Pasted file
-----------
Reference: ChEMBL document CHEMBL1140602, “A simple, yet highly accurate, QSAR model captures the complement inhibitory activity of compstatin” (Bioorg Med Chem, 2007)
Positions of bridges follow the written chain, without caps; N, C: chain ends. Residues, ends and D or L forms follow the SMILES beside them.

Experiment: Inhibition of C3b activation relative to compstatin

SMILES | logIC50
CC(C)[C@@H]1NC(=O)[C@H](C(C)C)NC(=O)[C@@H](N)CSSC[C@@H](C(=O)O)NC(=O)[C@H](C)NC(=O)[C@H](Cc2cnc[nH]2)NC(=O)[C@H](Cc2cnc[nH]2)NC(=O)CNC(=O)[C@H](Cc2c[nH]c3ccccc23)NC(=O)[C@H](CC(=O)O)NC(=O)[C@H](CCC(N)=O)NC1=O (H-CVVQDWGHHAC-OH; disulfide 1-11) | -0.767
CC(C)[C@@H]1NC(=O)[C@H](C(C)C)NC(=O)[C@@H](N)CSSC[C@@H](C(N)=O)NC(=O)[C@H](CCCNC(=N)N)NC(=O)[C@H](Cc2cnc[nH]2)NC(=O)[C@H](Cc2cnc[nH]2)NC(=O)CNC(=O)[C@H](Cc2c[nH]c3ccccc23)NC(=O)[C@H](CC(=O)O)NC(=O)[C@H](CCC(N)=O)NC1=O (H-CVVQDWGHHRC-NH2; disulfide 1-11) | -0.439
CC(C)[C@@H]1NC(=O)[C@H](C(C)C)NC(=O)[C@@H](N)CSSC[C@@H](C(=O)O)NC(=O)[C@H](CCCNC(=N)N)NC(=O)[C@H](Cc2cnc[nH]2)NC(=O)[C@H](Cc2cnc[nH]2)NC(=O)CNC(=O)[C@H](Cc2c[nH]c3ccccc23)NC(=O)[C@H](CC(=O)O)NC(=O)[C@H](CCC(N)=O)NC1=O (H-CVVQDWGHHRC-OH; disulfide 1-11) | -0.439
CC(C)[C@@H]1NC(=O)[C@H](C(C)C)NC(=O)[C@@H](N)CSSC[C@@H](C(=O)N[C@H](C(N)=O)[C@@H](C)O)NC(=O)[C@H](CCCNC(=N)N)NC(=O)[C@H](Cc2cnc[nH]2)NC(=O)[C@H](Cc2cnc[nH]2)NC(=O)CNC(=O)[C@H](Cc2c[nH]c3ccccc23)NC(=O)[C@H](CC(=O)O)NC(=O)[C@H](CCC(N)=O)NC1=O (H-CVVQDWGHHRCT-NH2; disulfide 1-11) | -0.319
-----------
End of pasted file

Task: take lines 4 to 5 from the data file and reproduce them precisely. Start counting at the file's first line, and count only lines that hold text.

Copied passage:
SMILES | logIC50
CC(C)[C@@H]1NC(=O)[C@H](C(C)C)NC(=O)[C@@H](N)CSSC[C@@H](C(=O)O)NC(=O)[C@H](C)NC(=O)[C@H](Cc2cnc[nH]2)NC(=O)[C@H](Cc2cnc[nH]2)NC(=O)CNC(=O)[C@H](Cc2c[nH]c3ccccc23)NC(=O)[C@H](CC(=O)O)NC(=O)[C@H](CCC(N)=O)NC1=O (H-CVVQDWGHHAC-OH; disulfide 1-11) | -0.767